• What Bowman could give Phelps, however – what would set him apart from other competitors – were habits that would make him the strongest mental swimmer in the pool.
  • All he needed to do was target a few specific habits that had nothing to do with swimming and everything to do with creating the right mindset. (GC: These were visualization and relaxation.)
  • At the core of why those habits were so effective, why they acted as keystone habits, was something known within academic literature as a “small win”.
  • A huge body of research has shown that small wins have enormous power, an influence disproportionate to the accomplishments of the victories themselves. “Small wins are a steady application of a small advantage,” one Cornell University professor wrote in 1984. “Once a small win has been accomplished, forces are set in motion that favour another small win.” Small wins fuel transformative changes by leveraging tiny advantages into patterns that convince people that bigger achievements are within reach. Eventually we figured out it was best to concentrate on these tiny moments of success and build them into mental triggers. We worked them into a routine.
  • There’s a series of things we do before every race that are designed to give Michael a sense of building victory.
  • If you were to ask Michael what’s going on in his head before competition, he would say he’s not really thinking about anything. He’s just following the program. But that’s not right. It’s more like his habits have taken over. When the race arrives, he’s more than halfway through his plan and he’s been victorious at every step. All the stretches went like he planned. The warm-up laps were just like he visualized. His headphones are playing exactly what he expected. The actual race is just another step in a pattern that started earlier that day and has been nothing but victories. Winning is a natural extension.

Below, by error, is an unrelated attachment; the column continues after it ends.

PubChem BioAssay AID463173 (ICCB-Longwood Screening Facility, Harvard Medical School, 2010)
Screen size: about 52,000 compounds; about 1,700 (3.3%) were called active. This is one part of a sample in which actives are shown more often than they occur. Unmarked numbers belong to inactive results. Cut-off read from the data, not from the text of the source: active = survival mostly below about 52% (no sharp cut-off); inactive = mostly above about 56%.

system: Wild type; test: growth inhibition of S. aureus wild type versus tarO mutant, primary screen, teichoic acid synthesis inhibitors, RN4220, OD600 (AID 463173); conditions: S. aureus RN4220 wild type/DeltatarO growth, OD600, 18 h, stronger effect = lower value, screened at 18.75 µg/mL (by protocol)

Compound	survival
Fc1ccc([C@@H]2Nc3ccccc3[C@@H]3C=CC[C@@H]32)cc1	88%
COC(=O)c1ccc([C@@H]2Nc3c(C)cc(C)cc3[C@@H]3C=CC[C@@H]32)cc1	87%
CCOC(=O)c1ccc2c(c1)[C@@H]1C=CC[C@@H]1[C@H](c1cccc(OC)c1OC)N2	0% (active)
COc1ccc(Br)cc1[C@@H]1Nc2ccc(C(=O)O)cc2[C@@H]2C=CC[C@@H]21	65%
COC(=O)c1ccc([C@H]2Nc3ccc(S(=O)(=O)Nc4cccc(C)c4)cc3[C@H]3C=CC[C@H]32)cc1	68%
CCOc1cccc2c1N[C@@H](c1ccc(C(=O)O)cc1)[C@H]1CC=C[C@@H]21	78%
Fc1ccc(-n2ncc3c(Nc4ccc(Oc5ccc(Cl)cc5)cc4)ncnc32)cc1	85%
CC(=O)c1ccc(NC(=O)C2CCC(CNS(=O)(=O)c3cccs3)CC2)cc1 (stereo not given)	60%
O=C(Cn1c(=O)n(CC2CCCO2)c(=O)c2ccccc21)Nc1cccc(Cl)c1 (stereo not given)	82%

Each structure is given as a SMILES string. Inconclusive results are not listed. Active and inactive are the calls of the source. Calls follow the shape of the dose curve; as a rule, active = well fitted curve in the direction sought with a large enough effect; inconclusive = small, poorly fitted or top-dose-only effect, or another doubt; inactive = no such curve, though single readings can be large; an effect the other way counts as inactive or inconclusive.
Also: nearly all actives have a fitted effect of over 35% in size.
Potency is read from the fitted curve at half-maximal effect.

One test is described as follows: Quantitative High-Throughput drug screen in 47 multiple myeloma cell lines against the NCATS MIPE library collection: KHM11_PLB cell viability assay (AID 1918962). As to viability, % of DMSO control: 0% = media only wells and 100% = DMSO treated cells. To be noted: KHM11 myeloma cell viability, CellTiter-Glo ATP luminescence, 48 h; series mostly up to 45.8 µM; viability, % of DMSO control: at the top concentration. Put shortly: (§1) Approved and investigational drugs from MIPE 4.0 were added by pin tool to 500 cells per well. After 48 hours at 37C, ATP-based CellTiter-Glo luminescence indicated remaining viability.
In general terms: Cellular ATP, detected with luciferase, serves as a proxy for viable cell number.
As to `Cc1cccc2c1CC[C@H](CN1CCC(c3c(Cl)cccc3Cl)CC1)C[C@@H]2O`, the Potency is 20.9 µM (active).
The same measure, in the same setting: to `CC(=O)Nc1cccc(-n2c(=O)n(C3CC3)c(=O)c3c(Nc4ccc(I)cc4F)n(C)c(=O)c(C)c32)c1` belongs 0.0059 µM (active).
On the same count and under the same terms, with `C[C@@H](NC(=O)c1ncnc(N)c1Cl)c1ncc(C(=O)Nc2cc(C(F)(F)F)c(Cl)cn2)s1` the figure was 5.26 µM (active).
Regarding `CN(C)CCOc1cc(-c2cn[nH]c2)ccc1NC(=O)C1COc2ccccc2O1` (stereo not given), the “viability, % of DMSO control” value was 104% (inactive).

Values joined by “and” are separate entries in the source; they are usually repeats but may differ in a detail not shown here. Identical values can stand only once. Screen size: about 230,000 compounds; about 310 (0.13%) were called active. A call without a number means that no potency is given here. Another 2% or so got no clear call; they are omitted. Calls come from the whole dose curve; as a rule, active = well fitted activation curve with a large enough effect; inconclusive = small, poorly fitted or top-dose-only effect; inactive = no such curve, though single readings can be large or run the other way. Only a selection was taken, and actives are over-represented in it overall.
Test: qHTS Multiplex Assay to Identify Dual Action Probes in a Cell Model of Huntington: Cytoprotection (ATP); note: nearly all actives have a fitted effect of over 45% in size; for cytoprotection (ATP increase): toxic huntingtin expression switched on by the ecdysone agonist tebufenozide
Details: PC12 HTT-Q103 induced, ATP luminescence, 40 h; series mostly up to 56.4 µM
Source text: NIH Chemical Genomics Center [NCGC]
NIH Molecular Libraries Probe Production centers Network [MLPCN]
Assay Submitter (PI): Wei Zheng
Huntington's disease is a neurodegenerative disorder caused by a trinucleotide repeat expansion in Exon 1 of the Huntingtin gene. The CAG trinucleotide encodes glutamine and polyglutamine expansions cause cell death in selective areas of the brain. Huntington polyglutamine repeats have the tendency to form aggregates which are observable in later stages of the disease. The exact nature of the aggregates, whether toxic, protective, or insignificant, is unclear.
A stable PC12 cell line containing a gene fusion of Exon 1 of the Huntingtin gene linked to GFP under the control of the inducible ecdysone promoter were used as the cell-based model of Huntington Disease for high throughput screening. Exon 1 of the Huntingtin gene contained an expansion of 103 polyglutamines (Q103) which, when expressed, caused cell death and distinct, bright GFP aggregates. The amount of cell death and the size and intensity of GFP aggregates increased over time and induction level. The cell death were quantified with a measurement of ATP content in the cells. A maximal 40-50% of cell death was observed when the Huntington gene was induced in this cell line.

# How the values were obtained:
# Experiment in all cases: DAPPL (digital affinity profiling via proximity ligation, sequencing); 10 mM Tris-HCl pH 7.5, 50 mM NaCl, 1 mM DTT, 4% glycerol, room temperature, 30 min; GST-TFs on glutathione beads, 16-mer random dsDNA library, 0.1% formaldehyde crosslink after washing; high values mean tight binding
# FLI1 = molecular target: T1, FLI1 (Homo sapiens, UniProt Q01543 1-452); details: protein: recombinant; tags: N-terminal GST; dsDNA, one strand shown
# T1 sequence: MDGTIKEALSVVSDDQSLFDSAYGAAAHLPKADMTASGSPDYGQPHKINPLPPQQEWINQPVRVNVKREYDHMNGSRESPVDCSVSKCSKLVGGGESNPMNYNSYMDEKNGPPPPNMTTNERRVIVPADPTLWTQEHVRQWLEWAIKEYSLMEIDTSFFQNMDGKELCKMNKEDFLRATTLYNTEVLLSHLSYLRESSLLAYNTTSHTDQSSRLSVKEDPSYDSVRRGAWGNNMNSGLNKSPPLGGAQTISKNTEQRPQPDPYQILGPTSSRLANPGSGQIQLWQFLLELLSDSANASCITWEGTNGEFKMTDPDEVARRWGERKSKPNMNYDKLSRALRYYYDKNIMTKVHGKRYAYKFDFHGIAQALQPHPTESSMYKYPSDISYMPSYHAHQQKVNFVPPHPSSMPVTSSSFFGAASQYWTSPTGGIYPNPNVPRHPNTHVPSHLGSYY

If gold medals at the Olympics can be won by working on routines and establishing habits, is it not fair to say that we can win a “gold medal” every day at the office by establishing and following a few simple routines that will give us daily “small wins” and increase our productivity?

Everyone’s routine will be different.

Here are some thoughts for a daily “morning routine” (from various sources):

  • Read something inspirational.
  • Watch something that I enjoy at www.ted.com .
  • Review personal and business values.
  • Review top goals you are working towards.
  • Choose the three most important things to do today.
  • Preview the day’s calendar and make sure I am ready for meetings and other activities.
  • Review action lists and sense priorities for the day.
  • Internalise relevant affirmations (positive self talk).
  • Jot down three things I am grateful for.
  • Write a positive message to someone in my social support network.
  • Take two minutes to describe in a journal the most meaningful experience of the past 24 hours.
  • Do a “mind dump”.

Charles C. Noble said: “First we make our habits, then our habits make us.”

To which someone added: “…or break us.”

Let me know what your morning routine at the office is and I will collect and share a few next time around.

And…have fun!